Scandinavian low-cost carrier Norwegian is working on raft of measures to offset the impact of the high-cost environment, including through the removal of certain “add-ons” from its incoming Boeing 737 Max jets.

Outlining a strong third-quarter performance on 2 November, chief executive Geir Karlsen nevertheless said the operator is taking extra steps to ensure “sustainable profitability” amid high yields but significant cost headwinds.

“We have to do this, we have to push it extremely hard, and I think we will show results as we go down into 2024,” he says.


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Norwegian’s fleet currently features 737 Max 8s alongside 737NGs, all on lease

Those headwinds include the Norwegian krone’s falls against the US dollar and euro, which added 6% to unit costs year on year in the third quarter. Weakness against the dollar was particularly pronounced, Karlsen notes, pushing up costs paid in the currency, including those related to fuel and leasing. Meanwhile, inflation hit a whole range of costs, he says, adding 5% to unit costs on the same basis.

At the same time, the carrier’s push into more corporate markets is adding to its distribution costs, Karslen says, although it is also bringing a “significantly positive” impact on profit through extra, higher-yield revenue.

Among a long list of fresh operational and structural initiatives that Norwegian is working on to push costs down, Karlsen says the weight of up to 80 incoming 737 Max jets from its order with the airframer – the first of which is due for delivery in 2025 – will be reduced by the removal of “low-value add-ons” and “optimisation” of specifications, which will contribute to lower operating costs.

“We have been going into the specification in detail, to adjust the specification more in accordance with the market we are flying,” he says, insisting that the customer experience will not be affected.

As well as the operational savings those adjustments will achieve, Karlsen says that based on the order price agreed with Boeing in 2022, “we will reduce the capex on the 50-80 aircraft order by millions of dollars”.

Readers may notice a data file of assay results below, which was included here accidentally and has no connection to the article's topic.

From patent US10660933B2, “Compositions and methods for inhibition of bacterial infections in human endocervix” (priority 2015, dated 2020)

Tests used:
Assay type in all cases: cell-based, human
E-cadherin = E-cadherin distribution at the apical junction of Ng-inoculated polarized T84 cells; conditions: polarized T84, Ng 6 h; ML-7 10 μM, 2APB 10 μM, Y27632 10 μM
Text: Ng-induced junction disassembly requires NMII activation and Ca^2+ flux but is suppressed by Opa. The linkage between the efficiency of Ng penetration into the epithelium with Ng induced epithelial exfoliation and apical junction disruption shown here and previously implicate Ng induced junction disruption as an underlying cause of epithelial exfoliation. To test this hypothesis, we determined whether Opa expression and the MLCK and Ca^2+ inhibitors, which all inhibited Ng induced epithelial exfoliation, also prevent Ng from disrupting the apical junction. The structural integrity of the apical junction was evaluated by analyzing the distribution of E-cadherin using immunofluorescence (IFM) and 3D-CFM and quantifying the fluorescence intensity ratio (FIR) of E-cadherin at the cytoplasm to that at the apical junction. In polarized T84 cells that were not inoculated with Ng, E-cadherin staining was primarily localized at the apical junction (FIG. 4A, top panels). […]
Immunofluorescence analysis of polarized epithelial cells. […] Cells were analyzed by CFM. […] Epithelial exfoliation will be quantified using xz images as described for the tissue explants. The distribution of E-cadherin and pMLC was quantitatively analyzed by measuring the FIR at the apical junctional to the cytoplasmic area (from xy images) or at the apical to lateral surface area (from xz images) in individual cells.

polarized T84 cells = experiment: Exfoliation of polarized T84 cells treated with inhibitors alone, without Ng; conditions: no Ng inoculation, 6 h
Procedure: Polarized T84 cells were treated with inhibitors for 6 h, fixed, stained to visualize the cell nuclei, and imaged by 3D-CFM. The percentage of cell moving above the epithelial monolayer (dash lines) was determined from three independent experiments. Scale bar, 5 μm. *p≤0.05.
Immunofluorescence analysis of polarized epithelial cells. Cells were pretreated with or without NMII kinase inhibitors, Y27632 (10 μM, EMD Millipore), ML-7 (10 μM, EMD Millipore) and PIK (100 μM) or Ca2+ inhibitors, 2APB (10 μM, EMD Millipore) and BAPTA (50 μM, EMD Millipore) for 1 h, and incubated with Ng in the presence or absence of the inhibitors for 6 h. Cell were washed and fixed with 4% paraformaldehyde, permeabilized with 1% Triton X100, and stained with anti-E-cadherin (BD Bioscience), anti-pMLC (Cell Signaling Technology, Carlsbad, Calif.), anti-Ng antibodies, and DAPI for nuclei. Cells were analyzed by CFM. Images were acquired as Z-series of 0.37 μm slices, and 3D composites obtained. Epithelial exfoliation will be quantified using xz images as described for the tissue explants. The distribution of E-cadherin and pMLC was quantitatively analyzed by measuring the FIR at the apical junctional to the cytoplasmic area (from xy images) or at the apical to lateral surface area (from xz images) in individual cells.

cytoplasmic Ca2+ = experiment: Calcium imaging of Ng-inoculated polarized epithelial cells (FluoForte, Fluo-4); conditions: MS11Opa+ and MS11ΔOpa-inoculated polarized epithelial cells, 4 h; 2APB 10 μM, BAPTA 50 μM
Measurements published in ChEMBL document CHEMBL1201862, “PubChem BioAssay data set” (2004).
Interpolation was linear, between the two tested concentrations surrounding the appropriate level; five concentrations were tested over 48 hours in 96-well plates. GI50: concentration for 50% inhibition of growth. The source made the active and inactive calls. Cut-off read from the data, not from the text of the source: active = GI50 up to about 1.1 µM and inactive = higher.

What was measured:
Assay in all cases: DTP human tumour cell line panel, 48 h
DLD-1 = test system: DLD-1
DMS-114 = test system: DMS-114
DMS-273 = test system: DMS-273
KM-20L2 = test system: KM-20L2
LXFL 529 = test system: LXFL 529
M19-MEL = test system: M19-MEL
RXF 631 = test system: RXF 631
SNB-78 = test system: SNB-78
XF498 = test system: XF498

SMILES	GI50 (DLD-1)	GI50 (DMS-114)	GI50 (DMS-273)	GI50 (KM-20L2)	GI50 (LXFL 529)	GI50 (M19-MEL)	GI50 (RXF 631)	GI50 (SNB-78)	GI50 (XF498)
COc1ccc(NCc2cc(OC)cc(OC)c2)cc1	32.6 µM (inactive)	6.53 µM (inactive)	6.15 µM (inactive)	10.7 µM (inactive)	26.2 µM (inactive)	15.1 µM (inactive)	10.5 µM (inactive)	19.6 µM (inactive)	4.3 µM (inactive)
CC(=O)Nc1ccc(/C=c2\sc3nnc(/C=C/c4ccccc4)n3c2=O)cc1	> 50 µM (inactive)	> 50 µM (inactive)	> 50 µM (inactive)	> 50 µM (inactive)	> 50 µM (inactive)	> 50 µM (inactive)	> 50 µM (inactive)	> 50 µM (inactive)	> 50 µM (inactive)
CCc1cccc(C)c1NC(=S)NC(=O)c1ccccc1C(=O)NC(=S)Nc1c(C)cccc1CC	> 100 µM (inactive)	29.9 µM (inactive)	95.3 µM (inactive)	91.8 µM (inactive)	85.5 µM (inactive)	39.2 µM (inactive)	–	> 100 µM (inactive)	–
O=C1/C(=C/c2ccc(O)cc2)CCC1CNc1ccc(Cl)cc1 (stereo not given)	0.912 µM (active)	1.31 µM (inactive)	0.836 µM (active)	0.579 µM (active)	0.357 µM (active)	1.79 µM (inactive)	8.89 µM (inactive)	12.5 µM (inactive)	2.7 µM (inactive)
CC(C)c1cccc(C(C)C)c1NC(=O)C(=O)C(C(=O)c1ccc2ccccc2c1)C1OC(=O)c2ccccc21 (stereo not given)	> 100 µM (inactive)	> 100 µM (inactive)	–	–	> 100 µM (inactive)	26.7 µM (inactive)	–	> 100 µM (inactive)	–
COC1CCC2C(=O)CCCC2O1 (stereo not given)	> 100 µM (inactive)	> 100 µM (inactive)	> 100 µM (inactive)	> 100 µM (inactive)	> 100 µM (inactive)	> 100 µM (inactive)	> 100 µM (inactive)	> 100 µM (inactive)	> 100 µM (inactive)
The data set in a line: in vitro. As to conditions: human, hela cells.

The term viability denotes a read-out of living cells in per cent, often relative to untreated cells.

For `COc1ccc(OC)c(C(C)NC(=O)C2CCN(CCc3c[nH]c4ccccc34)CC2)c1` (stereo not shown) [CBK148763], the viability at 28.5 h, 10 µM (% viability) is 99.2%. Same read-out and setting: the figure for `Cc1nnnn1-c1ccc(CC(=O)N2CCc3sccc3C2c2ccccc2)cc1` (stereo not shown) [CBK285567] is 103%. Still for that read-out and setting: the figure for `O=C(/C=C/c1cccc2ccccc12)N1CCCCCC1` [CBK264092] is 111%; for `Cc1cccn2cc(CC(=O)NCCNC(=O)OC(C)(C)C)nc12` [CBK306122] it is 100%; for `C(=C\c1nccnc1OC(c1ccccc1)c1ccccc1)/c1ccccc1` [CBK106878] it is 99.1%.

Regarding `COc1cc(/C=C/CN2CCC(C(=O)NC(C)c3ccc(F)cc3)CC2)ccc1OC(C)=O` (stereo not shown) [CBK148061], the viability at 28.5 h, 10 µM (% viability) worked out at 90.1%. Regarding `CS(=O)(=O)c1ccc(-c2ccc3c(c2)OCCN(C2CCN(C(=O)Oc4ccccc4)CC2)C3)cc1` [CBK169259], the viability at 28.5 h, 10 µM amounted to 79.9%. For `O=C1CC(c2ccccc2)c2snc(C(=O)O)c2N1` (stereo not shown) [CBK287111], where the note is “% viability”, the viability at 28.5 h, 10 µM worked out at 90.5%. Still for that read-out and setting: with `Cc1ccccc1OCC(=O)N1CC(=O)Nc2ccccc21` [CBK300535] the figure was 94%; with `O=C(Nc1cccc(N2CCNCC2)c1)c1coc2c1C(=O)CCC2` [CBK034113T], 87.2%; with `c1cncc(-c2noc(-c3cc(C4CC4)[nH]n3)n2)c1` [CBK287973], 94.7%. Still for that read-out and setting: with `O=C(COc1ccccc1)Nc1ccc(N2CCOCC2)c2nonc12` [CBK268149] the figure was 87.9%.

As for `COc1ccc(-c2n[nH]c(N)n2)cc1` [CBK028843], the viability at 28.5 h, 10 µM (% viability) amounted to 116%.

At the same time, Karlsen says a “harmonisation” process is under way with Norwegian’s existing fleet, through which 189 seats will become standard in its 737s – whether NGs or Max jets. Some of its aircraft currently have 186 seats, so the carrier is adding three seats to those examples, bringing more revenue opportunities and reduced complexity in ticket sales, while smoothing overbooking processes, Karlsen says.

The opening of new bases outside the Nordics will also help the carrier to optimise its costs, Karlsen suggests, by giving it more flexibility to move capacity, helping seasonality in particularly. Adding to the Barcelona base Norwegian opened in summer this year, it plans to open a summer base in Majorca next year, alongside one in the Latvian capital, Riga.

“From eight this year, next year we will have 13-15 aircraft based in Spain,” Karlsen says of Norwegian’s fleet, which is forecast to feature 90 aircraft in summer 2024, up from 85 this year.

Furthermore, Karlsen says the carrier will achieve a 20% reduction in its heavy maintenance costs by switching provider, while new ground-handling agreements will benefit its bottom line, as will more self-service systems for passengers and employees, and an effort to take more revenue through direct channels.

Norwegian is also pressing ahead with its previously announced strategy of cutting its capacity during the low season, with November 2023 to February 2024 capacity forecast to be 30-40% down on levels operated in October this year. By removing the variable costs associated with that cut capacity, the business is able to take out about 70% of the cost base for those dropped services, Karlsen says. The airline expects the capacity reduction will result in a positive profit contribution of NKr1.0-1.5 billion.

Karlsen also highlights a series of cost improvements already achieved in 2023, including a relatively strong on-time performance – which saves costs related to crew, fuel, handing, air-traffic control and EU261 compensation claims, he says – improved crew efficiency through the boosting of block hours by 6% year on year, the securing spare engines to reduce time-on-ground for its fleet, and the achievement of fuel savings of 2-5% through the use of SkyBreathe technology in its cockpits.

In terms of structural measures introduced this year to reduce costs, Norwegian has taken over its own handling at Oslo airport, added more agility into its route planning to favour higher-yield services, moved aircraft maintenance and crew training to the low season, and continues to embrace fuel hedging, Karlsen says.